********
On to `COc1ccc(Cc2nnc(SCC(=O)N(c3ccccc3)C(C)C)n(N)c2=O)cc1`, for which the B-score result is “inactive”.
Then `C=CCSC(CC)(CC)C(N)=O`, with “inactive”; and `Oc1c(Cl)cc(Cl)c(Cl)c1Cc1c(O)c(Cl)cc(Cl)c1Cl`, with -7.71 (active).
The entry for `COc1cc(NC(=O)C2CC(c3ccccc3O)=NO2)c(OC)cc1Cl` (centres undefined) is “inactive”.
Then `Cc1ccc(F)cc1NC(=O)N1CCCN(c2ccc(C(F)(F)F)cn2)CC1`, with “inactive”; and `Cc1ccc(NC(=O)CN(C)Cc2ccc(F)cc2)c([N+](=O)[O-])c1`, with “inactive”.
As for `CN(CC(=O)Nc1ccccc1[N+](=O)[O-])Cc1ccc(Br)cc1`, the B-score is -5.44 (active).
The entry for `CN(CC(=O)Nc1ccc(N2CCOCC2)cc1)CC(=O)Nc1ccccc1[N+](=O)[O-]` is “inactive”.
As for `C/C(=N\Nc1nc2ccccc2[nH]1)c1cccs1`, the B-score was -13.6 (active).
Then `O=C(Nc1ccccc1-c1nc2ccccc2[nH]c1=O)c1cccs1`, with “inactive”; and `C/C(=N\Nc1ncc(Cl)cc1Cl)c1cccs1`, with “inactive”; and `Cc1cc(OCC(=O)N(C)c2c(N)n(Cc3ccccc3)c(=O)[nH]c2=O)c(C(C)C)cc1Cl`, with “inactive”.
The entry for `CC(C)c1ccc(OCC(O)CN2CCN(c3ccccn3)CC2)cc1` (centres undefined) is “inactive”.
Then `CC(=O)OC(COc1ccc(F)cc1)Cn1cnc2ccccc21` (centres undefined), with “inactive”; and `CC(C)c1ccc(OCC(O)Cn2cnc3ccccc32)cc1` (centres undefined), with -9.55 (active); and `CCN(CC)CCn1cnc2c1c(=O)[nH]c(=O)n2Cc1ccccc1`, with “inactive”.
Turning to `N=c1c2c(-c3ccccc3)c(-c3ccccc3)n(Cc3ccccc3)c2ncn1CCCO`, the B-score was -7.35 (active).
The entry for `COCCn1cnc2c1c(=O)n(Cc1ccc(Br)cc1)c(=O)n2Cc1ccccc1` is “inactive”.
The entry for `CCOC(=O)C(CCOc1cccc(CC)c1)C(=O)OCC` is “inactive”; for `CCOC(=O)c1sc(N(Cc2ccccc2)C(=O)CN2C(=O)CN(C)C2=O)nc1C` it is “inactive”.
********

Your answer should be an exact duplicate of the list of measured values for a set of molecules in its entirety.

On to `COc1ccc(Cc2nnc(SCC(=O)N(c3ccccc3)C(C)C)n(N)c2=O)cc1`, for which the B-score result is “inactive”.
Then `C=CCSC(CC)(CC)C(N)=O`, with “inactive”; and `Oc1c(Cl)cc(Cl)c(Cl)c1Cc1c(O)c(Cl)cc(Cl)c1Cl`, with -7.71 (active).
The entry for `COc1cc(NC(=O)C2CC(c3ccccc3O)=NO2)c(OC)cc1Cl` (centres undefined) is “inactive”.
Then `Cc1ccc(F)cc1NC(=O)N1CCCN(c2ccc(C(F)(F)F)cn2)CC1`, with “inactive”; and `Cc1ccc(NC(=O)CN(C)Cc2ccc(F)cc2)c([N+](=O)[O-])c1`, with “inactive”.
As for `CN(CC(=O)Nc1ccccc1[N+](=O)[O-])Cc1ccc(Br)cc1`, the B-score is -5.44 (active).
The entry for `CN(CC(=O)Nc1ccc(N2CCOCC2)cc1)CC(=O)Nc1ccccc1[N+](=O)[O-]` is “inactive”.
As for `C/C(=N\Nc1nc2ccccc2[nH]1)c1cccs1`, the B-score was -13.6 (active).
Then `O=C(Nc1ccccc1-c1nc2ccccc2[nH]c1=O)c1cccs1`, with “inactive”; and `C/C(=N\Nc1ncc(Cl)cc1Cl)c1cccs1`, with “inactive”; and `Cc1cc(OCC(=O)N(C)c2c(N)n(Cc3ccccc3)c(=O)[nH]c2=O)c(C(C)C)cc1Cl`, with “inactive”.
The entry for `CC(C)c1ccc(OCC(O)CN2CCN(c3ccccn3)CC2)cc1` (centres undefined) is “inactive”.
Then `CC(=O)OC(COc1ccc(F)cc1)Cn1cnc2ccccc21` (centres undefined), with “inactive”; and `CC(C)c1ccc(OCC(O)Cn2cnc3ccccc32)cc1` (centres undefined), with -9.55 (active); and `CCN(CC)CCn1cnc2c1c(=O)[nH]c(=O)n2Cc1ccccc1`, with “inactive”.
Turning to `N=c1c2c(-c3ccccc3)c(-c3ccccc3)n(Cc3ccccc3)c2ncn1CCCO`, the B-score was -7.35 (active).
The entry for `COCCn1cnc2c1c(=O)n(Cc1ccc(Br)cc1)c(=O)n2Cc1ccccc1` is “inactive”.
The entry for `CCOC(=O)C(CCOc1cccc(CC)c1)C(=O)OCC` is “inactive”; for `CCOC(=O)c1sc(N(Cc2ccccc2)C(=O)CN2C(=O)CN(C)C2=O)nc1C` it is “inactive”.